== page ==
Last year I started doing 52 things in 52 weeks -- there are a lot of tiny objects on the list, and though I was ahead for much of the early going, I am now at 39 weeks and 33 projects. But maybe when the 52 weeks are over and {ahem} I have finished all those things I have started, I might just try to think of 12 major things to make in the next 12 months.

I could probably come up with a short list right now:
  1. something with my Felted Tweed. I have a couple of sweaters from Rowan 44 in mind. Fear of colourwork is holding me back a bit, though.
  2. the cardigan from Rowan 47 I didn't make for the Olympics -- I was going to switch and use the Kureyon Sock yarn, but perhaps it's not a decent sub for KSH!
  3. the cardigan I've sort of started with the Kureyon Sock. Maybe #2 and #3 will end up being one item, and maybe two
  4. a classic denim sweater -- maybe Sunday Best or Whitby or some other gansey-esque item. First I have to decide if I dare make it for Arthur, who continues to grow and grow, or for someone else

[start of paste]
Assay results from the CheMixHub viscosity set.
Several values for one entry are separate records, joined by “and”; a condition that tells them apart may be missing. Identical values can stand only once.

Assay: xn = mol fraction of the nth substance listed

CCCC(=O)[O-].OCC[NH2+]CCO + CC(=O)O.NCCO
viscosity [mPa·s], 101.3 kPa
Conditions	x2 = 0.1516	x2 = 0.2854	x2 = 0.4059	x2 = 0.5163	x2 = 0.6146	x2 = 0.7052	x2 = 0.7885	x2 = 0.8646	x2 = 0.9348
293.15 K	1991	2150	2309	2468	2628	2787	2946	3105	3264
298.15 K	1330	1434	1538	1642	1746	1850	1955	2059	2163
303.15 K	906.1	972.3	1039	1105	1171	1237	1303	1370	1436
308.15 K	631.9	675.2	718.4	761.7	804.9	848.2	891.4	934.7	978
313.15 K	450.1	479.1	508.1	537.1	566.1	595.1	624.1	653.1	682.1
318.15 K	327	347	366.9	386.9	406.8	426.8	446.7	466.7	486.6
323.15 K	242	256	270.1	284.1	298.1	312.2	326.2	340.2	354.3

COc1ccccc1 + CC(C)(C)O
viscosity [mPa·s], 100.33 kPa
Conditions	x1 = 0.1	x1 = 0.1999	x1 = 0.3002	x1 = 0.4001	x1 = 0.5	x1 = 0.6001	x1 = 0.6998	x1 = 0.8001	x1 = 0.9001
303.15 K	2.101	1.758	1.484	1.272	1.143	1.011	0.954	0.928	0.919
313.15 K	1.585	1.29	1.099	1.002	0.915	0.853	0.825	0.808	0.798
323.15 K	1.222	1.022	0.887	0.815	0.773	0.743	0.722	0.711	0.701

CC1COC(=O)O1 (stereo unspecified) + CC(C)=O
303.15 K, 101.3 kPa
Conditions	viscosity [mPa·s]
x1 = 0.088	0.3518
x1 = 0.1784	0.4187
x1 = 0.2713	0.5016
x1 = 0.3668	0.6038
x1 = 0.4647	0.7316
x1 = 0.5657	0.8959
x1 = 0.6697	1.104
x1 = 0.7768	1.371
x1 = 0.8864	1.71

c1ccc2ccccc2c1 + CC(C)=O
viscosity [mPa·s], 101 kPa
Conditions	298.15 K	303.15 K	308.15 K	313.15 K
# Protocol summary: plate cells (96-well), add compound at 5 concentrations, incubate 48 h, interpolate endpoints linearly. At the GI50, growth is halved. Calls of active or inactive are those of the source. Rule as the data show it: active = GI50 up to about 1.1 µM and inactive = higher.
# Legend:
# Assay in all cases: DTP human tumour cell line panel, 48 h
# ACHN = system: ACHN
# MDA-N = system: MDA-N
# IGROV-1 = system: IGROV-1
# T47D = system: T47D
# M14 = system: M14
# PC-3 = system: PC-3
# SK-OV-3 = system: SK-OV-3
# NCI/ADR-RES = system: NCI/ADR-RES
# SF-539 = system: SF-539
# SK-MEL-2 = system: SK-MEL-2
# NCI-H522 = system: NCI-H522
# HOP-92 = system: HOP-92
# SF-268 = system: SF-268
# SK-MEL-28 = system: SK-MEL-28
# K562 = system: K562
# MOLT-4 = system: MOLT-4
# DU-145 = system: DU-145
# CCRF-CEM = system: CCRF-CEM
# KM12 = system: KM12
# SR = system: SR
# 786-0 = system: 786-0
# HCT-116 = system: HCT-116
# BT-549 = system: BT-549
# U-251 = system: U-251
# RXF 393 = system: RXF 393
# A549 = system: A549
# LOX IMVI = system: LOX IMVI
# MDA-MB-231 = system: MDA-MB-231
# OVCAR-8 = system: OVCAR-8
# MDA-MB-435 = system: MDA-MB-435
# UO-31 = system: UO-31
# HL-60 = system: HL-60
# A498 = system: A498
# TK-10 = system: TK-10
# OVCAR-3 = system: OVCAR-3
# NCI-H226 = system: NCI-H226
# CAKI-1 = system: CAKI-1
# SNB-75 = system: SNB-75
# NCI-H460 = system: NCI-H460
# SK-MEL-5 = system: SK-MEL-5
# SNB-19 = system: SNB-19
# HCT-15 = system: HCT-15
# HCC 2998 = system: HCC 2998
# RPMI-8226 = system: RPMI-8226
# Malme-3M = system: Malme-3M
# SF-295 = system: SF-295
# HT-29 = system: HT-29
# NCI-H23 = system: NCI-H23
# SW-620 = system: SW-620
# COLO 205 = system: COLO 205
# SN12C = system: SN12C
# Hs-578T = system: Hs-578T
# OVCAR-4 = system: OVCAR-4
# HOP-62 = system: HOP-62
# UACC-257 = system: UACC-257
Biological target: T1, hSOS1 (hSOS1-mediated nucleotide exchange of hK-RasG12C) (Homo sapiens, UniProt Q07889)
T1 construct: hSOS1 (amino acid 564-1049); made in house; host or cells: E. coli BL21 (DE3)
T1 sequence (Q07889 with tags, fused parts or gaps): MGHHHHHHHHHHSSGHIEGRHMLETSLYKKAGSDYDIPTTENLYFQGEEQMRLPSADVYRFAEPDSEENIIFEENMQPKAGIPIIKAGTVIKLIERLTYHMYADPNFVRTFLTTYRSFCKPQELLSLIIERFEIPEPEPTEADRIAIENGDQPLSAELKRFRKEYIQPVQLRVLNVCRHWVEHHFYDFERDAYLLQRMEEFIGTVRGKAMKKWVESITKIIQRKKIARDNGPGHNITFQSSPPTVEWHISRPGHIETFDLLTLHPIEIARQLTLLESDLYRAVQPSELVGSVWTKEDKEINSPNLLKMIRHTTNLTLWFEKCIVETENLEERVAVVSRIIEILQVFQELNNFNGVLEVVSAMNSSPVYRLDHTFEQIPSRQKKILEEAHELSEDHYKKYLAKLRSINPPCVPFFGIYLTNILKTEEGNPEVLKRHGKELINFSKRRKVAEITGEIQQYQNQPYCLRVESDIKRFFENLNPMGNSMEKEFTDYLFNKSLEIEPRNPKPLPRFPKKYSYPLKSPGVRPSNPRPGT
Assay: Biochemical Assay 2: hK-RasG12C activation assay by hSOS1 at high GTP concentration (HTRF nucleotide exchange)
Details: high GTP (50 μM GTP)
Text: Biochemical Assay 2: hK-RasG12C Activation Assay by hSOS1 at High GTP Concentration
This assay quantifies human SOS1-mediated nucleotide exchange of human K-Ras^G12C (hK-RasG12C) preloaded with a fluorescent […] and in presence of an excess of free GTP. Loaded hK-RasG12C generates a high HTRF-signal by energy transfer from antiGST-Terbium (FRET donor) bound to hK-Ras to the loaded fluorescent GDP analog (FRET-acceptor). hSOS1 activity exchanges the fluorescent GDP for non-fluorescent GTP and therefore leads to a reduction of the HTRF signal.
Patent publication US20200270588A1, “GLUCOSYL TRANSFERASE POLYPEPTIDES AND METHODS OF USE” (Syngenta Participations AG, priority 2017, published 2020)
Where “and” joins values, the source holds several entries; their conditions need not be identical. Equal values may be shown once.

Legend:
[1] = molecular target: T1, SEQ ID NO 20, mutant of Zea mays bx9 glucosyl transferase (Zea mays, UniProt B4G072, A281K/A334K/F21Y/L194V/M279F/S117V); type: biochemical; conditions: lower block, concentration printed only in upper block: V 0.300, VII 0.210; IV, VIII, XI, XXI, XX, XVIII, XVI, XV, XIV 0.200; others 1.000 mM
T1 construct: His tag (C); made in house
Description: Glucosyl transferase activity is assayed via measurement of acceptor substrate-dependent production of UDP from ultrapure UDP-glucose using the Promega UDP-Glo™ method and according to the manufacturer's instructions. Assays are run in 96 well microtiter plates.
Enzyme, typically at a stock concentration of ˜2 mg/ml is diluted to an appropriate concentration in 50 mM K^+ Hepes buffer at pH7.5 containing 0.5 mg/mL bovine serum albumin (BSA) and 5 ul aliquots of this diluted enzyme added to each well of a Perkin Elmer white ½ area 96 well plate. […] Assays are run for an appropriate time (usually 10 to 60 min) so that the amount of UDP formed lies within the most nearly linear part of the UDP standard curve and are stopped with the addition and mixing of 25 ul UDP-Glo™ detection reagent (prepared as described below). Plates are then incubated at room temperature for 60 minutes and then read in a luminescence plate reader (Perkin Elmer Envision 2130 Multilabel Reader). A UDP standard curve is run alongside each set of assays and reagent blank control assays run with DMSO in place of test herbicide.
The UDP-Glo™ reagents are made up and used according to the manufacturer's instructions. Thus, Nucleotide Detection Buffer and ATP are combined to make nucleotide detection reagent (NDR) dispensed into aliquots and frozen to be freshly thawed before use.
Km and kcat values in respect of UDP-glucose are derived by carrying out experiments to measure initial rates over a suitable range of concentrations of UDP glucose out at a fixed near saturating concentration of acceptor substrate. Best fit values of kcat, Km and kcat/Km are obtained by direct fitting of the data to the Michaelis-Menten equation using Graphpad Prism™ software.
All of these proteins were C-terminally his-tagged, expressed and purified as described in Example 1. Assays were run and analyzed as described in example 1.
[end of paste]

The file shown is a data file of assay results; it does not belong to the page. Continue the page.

5. I have so much sock yarn, let's add a pair of socks
  6. and another pair of socks
  7. Something with that skein of laceweight I dug out today!
  8. I have some lovely grey Cascade wool that would make a fancy-pants cabled scarf and hat (hat and mitts?) or maybe a giant shawl
  9. I have some pink cotton that begs to be made into a swanky summer wrap, maybe a Clapotis
  10. Can I come up with twelve off the top of my head, from stash? I could make one month "hats from stash" month, and likely whip up 3 or 4 in various weights.
  11. I have 2 blankets that will not be finished by the end of this 52-week business. The Louvre floor needs at least 8 or 9 more squares,
  12. and I have a few squares of a sock-yarn-leftovers blanket. When I get more leftovers, I'll make more squares.
There! Now, let's see what happens in the next 13 weeks while I finish up my 52 in 52, and we'll check in on this grand scheme again.

In the middle of writing this I realised that I'm not going to start polishing off UFOs right this minute: first I have an H to make for the Poetry Society. I got this far before getting distracted...

Getting distracted is the one major danger to plans like this, I find.

So, for the immediate future, I will finish the Skiers and my H. That's all I'll say just now!